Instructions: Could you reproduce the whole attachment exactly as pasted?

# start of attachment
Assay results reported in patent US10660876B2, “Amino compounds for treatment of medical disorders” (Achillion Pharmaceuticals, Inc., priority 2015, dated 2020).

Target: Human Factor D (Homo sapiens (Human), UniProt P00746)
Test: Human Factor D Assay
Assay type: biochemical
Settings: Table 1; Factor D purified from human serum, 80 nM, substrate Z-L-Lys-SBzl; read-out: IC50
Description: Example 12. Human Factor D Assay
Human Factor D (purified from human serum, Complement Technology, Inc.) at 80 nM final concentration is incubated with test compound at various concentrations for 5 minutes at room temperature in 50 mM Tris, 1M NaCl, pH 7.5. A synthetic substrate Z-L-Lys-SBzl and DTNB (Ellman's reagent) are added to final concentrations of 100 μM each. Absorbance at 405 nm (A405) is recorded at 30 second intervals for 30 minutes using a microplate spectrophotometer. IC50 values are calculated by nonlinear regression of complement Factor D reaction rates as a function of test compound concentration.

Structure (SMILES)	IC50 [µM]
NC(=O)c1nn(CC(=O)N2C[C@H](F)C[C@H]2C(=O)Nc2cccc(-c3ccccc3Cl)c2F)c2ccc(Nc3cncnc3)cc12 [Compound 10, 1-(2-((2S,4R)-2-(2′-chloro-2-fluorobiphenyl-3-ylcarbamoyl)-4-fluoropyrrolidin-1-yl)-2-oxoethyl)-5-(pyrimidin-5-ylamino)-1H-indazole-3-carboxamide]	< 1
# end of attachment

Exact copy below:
Assay results reported in patent US10660876B2, “Amino compounds for treatment of medical disorders” (Achillion Pharmaceuticals, Inc., priority 2015, dated 2020).

Target: Human Factor D (Homo sapiens (Human), UniProt P00746)
Test: Human Factor D Assay
Assay type: biochemical
Settings: Table 1; Factor D purified from human serum, 80 nM, substrate Z-L-Lys-SBzl; read-out: IC50
Description: Example 12. Human Factor D Assay
Human Factor D (purified from human serum, Complement Technology, Inc.) at 80 nM final concentration is incubated with test compound at various concentrations for 5 minutes at room temperature in 50 mM Tris, 1M NaCl, pH 7.5. A synthetic substrate Z-L-Lys-SBzl and DTNB (Ellman's reagent) are added to final concentrations of 100 μM each. Absorbance at 405 nm (A405) is recorded at 30 second intervals for 30 minutes using a microplate spectrophotometer. IC50 values are calculated by nonlinear regression of complement Factor D reaction rates as a function of test compound concentration.

Structure (SMILES)	IC50 [µM]
NC(=O)c1nn(CC(=O)N2C[C@H](F)C[C@H]2C(=O)Nc2cccc(-c3ccccc3Cl)c2F)c2ccc(Nc3cncnc3)cc12 [Compound 10, 1-(2-((2S,4R)-2-(2′-chloro-2-fluorobiphenyl-3-ylcarbamoyl)-4-fluoropyrrolidin-1-yl)-2-oxoethyl)-5-(pyrimidin-5-ylamino)-1H-indazole-3-carboxamide]	< 1